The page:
U.S. wobbles under burden of keeping too many classified secrets

The Japan Times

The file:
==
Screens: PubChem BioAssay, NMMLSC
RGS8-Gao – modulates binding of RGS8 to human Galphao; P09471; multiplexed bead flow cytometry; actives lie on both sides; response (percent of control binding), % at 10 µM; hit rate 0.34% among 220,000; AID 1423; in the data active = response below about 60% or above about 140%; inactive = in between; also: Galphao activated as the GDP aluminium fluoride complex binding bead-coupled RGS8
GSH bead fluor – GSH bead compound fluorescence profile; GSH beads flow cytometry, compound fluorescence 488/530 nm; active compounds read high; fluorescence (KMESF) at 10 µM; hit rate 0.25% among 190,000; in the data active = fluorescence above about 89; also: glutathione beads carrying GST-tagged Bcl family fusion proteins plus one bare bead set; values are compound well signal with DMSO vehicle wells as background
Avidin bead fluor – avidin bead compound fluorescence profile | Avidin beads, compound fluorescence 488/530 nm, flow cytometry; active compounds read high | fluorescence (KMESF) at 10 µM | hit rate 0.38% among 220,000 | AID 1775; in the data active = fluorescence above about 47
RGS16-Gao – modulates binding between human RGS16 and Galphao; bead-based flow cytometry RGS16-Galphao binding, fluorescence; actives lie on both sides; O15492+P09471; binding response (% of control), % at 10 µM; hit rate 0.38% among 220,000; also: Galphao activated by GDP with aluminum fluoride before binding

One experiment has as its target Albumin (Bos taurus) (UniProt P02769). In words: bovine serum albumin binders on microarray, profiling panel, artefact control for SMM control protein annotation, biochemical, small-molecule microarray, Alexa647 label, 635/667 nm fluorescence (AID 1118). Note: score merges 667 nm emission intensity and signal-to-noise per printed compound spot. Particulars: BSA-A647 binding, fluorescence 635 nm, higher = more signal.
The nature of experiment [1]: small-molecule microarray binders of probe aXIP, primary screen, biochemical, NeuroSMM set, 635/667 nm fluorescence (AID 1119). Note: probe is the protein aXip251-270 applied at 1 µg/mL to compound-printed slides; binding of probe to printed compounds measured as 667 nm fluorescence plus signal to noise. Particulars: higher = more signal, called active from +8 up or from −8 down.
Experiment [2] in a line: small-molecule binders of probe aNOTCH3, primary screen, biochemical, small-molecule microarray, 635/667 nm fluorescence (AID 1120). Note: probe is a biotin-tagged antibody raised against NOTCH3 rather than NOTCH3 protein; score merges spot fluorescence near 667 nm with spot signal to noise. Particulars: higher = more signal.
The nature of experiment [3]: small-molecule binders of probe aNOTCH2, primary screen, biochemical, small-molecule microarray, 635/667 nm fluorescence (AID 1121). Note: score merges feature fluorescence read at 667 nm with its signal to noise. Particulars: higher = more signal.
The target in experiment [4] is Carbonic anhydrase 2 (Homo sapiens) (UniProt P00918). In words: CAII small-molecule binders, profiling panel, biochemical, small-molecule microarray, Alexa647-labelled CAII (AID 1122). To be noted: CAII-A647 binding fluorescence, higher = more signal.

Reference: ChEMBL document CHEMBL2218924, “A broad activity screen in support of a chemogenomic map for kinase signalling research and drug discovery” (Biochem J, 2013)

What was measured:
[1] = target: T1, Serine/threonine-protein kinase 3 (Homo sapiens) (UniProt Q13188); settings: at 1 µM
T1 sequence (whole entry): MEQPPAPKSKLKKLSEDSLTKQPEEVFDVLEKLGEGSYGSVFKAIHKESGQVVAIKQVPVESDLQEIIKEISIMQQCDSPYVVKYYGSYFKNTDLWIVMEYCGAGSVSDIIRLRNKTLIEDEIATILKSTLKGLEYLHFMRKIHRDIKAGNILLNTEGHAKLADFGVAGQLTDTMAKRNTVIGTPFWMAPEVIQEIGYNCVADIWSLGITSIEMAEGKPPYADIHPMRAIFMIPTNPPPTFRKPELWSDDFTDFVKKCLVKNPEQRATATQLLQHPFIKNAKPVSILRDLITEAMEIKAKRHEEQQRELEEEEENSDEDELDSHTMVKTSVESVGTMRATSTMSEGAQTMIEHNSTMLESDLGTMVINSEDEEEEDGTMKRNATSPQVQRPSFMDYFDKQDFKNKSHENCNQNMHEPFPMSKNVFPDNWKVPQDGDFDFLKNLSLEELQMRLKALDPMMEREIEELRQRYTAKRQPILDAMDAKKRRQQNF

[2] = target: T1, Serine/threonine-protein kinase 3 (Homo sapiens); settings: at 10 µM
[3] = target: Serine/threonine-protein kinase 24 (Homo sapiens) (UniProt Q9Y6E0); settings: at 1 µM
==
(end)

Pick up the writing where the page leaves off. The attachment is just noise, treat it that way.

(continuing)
The discovery of classified documents at the homes of Donald Trump, Joe Biden and Mike Pence has rekindled a debate about an old habit of the U.S. government -- slapping millions of documents every year with labels of "secret," "top secret" and other confidential designations. Nuclear secrets, names of spies, diplomatic cables: governments everywhere carefully protect information that could compromise security, names of agents or relations with other nations. But in the United States, the machinery of secrecy works overtime. Every year, some 50 million decisions are made on whether to mark government documents as "confidential," "secret" or "top secret," according to several experts. However, "an awful lot of classified documents are not that sensitive," said Bruce Riedel, a former CIA officer currently at the Brookings Institution think tank.

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